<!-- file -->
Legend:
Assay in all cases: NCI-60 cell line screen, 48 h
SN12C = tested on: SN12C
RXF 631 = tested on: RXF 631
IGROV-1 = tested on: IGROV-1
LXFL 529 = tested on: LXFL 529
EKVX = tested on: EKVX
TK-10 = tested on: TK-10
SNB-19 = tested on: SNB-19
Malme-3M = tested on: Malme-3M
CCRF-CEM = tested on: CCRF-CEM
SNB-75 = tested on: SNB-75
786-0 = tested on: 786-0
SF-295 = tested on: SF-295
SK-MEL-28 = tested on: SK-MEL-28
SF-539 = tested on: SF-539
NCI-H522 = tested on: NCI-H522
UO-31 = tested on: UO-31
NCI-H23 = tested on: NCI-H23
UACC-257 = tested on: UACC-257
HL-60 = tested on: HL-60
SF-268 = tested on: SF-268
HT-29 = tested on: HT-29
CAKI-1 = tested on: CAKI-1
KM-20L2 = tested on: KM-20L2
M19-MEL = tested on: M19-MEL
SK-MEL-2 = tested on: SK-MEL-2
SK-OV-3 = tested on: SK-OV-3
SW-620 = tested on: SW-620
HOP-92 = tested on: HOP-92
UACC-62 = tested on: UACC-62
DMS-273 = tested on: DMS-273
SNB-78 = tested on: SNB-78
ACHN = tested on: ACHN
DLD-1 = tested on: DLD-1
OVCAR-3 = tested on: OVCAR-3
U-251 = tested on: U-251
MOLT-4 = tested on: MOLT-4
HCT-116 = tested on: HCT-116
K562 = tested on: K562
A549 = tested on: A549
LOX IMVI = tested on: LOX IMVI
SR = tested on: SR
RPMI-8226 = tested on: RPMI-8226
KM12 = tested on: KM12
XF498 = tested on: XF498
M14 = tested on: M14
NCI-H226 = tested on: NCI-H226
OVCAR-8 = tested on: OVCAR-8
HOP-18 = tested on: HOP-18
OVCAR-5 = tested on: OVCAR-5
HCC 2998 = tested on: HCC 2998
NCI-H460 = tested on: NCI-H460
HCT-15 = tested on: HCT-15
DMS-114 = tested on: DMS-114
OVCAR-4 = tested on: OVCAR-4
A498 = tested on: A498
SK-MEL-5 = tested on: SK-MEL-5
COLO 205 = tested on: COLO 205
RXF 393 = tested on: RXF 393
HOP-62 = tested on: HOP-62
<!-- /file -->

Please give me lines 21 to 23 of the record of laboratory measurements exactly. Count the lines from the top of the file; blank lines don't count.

HL-60 = tested on: HL-60
SF-268 = tested on: SF-268
HT-29 = tested on: HT-29